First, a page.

Texans Rally Against Testing

Status: 
Archived
Subject: 
K-12 Testing

by Carol Holst

 

Three hundred Texans rallied at the state capitol in Austin on January 25 to demand an end to the high-stakes use of the Texas Assessment of Knowledge and Skills (TAKS), which replaced the Texas Assessment of Academic Skills test (TAAS) this year.

 

Demonstrators, who chanted “More learning, less testing,” called for the Texas legislature to pass legislation filed by Rep. Dora Olivo requiring schools to consider multiple aspects of a student’s academic performance, including classroom grades, before making a decision to retain a child or deny a high school diploma. Under the recently adopted system, third graders must pass TAKS or face another year in the same grade, a policy soon to be imposed at other grade levels. High school students must also pass TAKS exams to receive a diploma.

 

The rally was sponsored by Texans for Quality Assessment in Education (TQA), headed by Dr. Elaine Hampton from the University of Texas, El Paso. It was the first rally of its kind in Austin, although Texas activists have previously sponsored smaller high-stakes-testing protests in various parts of the state. The keynote speakers were Joe Bernal of the Texas Board of Education, Rep. Olivo, and professors Angela Valenzuela and Linda McNeil, who compared Texas Education Agency’s accountability reports to Arthur Andersen’s Enron audits. Other speakers included TQA members, as well as representatives from the Mexican American Legal Defense and Education Fund, League of United Latin American Citizens, and the NAACP.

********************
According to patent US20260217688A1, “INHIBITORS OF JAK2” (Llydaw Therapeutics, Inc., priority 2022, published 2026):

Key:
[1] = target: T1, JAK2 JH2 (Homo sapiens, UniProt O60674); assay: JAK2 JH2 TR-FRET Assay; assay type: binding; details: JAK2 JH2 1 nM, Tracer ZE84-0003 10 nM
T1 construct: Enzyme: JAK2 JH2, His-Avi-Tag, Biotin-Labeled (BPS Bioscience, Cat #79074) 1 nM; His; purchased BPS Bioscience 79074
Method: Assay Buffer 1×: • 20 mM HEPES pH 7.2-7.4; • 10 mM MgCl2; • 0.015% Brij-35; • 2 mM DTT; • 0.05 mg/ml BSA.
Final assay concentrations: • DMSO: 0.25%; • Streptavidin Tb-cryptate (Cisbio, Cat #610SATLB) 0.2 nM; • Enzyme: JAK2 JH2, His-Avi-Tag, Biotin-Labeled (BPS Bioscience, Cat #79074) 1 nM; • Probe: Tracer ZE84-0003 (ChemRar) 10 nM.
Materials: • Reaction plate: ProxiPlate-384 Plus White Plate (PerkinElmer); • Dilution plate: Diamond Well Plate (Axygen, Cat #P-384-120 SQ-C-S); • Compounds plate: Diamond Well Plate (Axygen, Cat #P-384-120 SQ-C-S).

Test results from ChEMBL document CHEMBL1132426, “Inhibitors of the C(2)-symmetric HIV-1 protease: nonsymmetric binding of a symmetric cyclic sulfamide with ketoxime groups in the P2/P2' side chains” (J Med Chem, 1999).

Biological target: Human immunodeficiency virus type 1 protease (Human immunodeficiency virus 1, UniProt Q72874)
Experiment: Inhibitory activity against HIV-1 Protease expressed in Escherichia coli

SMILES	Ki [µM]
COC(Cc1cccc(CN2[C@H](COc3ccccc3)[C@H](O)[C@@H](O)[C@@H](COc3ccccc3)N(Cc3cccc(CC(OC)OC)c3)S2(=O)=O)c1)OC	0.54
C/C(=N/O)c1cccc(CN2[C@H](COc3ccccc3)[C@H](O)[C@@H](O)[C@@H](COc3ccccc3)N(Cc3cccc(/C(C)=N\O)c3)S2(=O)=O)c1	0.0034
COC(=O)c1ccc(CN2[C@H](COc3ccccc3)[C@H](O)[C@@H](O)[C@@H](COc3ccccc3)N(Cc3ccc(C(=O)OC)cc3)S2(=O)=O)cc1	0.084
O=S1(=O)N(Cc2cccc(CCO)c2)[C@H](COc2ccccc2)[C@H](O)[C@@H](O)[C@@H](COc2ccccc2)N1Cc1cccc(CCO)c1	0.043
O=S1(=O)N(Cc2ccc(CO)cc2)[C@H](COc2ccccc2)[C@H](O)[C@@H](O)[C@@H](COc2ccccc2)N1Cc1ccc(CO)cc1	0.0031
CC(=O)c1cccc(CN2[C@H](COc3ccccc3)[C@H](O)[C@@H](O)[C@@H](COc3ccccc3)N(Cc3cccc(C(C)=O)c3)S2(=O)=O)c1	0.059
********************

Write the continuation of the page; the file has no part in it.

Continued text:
Following the rally, author Susan Ohanian spoke about the dangers of the standards and accountability movement in education. She stressed the need for teacher and parent activism to reverse the harm to children caused by overemphasis on standardized test scores.

 

The successful rally received press coverage throughout Texas. TQA saw the demonstration as a first step in its campaign to stop TAKS misuse. Subsequent activity has included intensive lobbying to get the House to address the legislation. Proponents say it will pass if legislators vote on it, but the chair of the Education Committee, Kent Grusendorf, may bottle up the bill. Similar legislation passed the House last session, but Teel Bivins, who chaired the Senate Education Committee at that time, refused to allow it to the floor for discussion.

 

- For more information about TQA and the proposed legislation, visit http://www.texastesting.org (link no longer working), which includes a list of regional coordinators, or contact Brazoria County organizer Carol Holst at kceh@airmail.net.